Add Alabama to the list of states to try to pass equally shared parenting legislation. Senate Bill 196 was submitted to the Children, Youth Affairs and Human Resources Committee on March 9 and is still there pending action. Called the Children’s Family Act, it currently has 21 sponsors. Here’s the bill in full. Much like the bill in the Minnesota Legislature, SB 196 would require a judge to order equal parenting on the part of the mother and father in all custody cases in which both parents were deemed to be “fit” and in which they didn’t agree to another parenting arrangement.
So, if passed, the bill would still allow parents to decide for themselves what parenting time works best for them and their kids. That’s important since it’s what happens in the vast majority of cases. And, like the Minnesota bill, Alabama SB 196 would require a judge to make written findings of fact if he/she orders anything but equal parenting time. As a practical matter, that would only happen in case one of the parents was found to be unfit. Judges would have to spell out what factors they found to indicate unfitness. And, as it turns out, the term ‘parental unfitness’ is defined by the proposed bill.
A parent who fails to properly care for his or her child and maintain the emotional health and overall well-being of the child in such a manner the failure will seriously harm the child pursuant to Section 26-14-1 to Section 26-15-4 inclusive.
Here are those sections. They include
ABUSE. Harm or threatened harm to a child’s health or welfare. Harm or threatened harm to a child’s health or welfare can occur through nonaccidental physical or mental injury, sexual abuse or attempted sexual abuse or sexual exploitation or attempted sexual exploitation.
NEGLECT. Negligent treatment or maltreatment of a child, including the failure to provide adequate food, medical treatment, supervision, clothing, or shelter.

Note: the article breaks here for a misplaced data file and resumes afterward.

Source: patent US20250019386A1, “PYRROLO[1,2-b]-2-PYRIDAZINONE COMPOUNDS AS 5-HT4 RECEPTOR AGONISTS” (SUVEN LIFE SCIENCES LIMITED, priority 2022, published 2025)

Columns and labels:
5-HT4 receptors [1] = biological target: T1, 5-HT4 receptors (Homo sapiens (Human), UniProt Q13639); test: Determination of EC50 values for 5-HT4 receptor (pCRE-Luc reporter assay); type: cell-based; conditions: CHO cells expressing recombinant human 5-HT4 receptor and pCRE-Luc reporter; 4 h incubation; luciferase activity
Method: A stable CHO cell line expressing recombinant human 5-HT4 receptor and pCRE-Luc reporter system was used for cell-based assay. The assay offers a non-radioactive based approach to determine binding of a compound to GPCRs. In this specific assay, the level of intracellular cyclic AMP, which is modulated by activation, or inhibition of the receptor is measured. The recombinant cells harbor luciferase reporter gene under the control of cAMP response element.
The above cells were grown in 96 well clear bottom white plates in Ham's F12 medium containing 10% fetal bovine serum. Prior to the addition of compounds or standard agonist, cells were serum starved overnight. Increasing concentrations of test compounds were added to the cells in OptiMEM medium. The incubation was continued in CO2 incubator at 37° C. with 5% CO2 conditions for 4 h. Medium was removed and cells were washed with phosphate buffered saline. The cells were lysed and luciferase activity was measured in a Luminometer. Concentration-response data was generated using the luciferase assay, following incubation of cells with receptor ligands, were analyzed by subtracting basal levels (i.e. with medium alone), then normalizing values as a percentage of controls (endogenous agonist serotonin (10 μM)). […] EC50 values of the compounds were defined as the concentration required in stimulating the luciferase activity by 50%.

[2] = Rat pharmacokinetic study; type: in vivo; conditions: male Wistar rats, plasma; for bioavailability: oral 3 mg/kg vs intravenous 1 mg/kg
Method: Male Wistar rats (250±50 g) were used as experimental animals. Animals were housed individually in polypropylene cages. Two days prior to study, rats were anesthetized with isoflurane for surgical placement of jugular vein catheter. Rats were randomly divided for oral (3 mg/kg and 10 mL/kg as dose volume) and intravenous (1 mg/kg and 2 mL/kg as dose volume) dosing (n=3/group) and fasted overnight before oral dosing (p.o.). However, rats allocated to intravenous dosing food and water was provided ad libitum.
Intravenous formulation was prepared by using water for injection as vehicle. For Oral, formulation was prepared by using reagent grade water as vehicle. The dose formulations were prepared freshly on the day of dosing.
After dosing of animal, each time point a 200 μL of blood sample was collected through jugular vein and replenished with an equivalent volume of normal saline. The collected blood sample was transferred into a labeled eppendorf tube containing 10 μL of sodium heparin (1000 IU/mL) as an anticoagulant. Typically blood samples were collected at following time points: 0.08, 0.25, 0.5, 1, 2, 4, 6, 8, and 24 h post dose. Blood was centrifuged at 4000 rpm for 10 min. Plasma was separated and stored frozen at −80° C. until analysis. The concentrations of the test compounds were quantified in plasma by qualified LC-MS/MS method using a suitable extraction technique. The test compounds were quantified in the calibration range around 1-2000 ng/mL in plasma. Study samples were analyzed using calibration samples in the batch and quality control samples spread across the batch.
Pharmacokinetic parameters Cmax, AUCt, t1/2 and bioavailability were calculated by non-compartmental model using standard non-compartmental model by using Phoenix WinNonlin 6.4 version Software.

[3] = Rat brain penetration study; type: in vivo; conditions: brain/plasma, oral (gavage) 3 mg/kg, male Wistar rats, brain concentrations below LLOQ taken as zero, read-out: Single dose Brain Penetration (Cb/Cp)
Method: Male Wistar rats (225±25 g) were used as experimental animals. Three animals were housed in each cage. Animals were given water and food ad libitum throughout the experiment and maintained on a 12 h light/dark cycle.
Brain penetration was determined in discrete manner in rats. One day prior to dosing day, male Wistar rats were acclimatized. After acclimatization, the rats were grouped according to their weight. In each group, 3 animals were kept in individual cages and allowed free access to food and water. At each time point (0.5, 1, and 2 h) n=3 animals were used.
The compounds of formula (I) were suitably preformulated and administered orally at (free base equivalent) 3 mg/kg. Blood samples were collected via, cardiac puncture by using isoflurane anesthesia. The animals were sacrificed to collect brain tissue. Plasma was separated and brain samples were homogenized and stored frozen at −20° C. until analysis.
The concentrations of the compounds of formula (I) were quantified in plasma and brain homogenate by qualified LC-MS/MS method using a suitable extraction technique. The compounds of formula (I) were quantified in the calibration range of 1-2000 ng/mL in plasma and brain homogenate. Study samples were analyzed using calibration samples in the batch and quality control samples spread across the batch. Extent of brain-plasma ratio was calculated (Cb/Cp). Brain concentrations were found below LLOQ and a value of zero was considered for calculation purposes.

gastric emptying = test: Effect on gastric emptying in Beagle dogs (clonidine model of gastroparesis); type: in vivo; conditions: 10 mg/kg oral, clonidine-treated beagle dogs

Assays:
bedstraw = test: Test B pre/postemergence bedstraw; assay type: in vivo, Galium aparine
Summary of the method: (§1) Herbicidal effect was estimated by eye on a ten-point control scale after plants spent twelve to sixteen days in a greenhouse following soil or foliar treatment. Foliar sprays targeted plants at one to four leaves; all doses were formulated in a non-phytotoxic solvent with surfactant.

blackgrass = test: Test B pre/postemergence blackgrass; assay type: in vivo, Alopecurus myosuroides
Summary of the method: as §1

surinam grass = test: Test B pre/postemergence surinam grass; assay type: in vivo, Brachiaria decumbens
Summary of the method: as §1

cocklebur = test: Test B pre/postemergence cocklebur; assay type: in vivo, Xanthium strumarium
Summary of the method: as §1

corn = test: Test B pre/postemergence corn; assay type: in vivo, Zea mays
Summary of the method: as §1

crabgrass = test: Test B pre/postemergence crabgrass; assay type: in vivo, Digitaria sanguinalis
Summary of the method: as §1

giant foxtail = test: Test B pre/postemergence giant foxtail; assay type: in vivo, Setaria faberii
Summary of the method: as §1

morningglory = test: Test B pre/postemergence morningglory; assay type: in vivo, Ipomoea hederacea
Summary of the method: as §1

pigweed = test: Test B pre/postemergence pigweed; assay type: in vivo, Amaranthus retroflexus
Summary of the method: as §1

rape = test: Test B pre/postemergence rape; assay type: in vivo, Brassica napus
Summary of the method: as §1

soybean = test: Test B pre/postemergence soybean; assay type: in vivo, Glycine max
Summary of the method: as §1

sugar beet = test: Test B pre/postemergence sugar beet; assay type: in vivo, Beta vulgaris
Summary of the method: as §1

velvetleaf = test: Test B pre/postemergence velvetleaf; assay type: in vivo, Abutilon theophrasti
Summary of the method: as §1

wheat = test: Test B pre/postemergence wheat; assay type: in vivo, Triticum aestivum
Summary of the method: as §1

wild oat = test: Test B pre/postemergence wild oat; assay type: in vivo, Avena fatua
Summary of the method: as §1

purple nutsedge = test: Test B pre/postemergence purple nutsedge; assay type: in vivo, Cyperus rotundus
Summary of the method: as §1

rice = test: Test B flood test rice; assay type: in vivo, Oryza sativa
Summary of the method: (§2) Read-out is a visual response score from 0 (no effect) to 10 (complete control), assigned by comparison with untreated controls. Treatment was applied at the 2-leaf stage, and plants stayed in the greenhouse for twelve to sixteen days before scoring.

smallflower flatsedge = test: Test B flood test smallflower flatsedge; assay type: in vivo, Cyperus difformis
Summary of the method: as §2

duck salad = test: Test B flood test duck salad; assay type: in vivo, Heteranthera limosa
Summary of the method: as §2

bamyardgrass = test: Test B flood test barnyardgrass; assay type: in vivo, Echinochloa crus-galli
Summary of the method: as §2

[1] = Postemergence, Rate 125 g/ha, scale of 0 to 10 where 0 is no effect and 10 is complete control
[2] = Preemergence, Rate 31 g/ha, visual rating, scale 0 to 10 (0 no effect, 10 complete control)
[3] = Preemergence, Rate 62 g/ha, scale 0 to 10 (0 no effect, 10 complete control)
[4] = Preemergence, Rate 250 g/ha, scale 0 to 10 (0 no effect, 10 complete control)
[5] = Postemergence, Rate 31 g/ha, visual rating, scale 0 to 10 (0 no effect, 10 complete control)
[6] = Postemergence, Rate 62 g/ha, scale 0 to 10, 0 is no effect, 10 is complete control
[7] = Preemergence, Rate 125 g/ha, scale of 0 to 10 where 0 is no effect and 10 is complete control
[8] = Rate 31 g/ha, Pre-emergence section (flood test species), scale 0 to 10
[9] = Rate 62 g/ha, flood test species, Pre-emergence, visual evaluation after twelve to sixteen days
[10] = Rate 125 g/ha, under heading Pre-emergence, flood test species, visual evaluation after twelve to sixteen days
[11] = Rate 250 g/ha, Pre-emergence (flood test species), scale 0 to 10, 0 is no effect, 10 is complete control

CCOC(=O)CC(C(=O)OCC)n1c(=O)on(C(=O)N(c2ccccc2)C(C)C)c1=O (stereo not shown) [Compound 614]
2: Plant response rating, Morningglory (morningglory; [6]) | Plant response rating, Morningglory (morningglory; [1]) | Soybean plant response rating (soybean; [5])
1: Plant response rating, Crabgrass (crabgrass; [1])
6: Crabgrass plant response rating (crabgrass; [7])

In short, pretty much anything that could fall under the heading of abuse or neglect of a child can lose a parent his/her rights under the proposed bill. What can’t do that is domestic violence against the other parent. And if you don’t think that’ll cause trouble, think again. My guess is that the bill will have to be amended to include that or it’ll never stand a chance. Even now, this article tells us that opponents are trotting out the same old arguments to try to thwart efforts to expand fathers’ rights (Birmingham News, 4/6/11). One claimed that children would be shuttling between parent’s houses every week. Of course, being a family lawyer, she knows that happens a lot now. When Dad has “visitation” every week, the child leaves Mom’s house and goes to Dad’s every week. Two days later little Andy or Jenny turns around and reverses the process. How it would be worse for the child to spend one week with Mom and then one week with Dad, she doesn’t explain. More importantly, she doesn’t explain why parents couldn’t agree to – or a judge couldn’t order – a two-weeks-here/two-weeks-there schedule. Or three weeks. I suspect that’s because she knows a judge could do precisely that. The other tired complaint is that the bill would take away judge’s discretion. Well, in a sense it would. It would no longer allow them to deny contact between fit parents (almost always fathers) and the children who love and need them. Is that the type of discretion judges need? More importantly, opponents of equal parental rights in family courts need to explain to the rest of us why they want to maintain a system of child custody that routinely separates fathers from children to the detriment of both, especially the kids. I’ve said this before. Opponents of fathers’ rights in family courts resist any and all efforts to expand those rights. So what is it about the status quo that these people find so appealing? According to them, is the current system working so well that it doesn’t need to be changed? What’s the upside of fathers having so little access to their children? What’s the benefit to kids of losing their relationship with Dad? Those are all questions the anti-dad crowd needs to answer, but they never do. Like the opponents of SB 196 they “just say ‘no’.” What’s their plan for ensuring that children don’t lose their fathers post-divorce? If they have one, they never mention it, and in the end I think that’ll prove to be the Achilles heel of the movement to keep dads out of the lives of their children. After all, take a look at how the the bill describes it’s legal basis. “(b) The Legislature finds that it is the public policy of this state that children with two fit parents have liberty interest rights protected by the U.S. Constitution and the Alabama Constitution and each child shall have a fundamental right to freedom of association and equal access with each of the two fit parents and the respective families, the right to be guided and nurtured by each fit parent, the right to have major decisions made by the application of the wisdom, judgment, and experience of each fit parent regardless of marital status. Each of the two fit parents and each child have a fundamental constitutional right to a parent-child relationship unless one or both parents is proven unfit by clear and convincing evidence. A divorce from a spouse is not a divorce from the child. Likewise, if unwed parents separate from each other that is not a separation from parent and child. Therefore, there is a fundamental importance of the parent-child relationship to the welfare of the child to each fit parent with the child, and the relationship between a child and each fit parent. Any parental decision, unless clearly harmful to the child, should be a parental determination made by each of the two fit parents. That’s right; each child and each fit parent has a fundamental liberty interest in freely associating one with the other. That’s about as basic as it gets. It is that constitutionally protected liberty interest that critics of family court reform oppose. All in all, given a choice between supporting or opposing that fundamental liberty interest, I’d rather be where I am than where they are.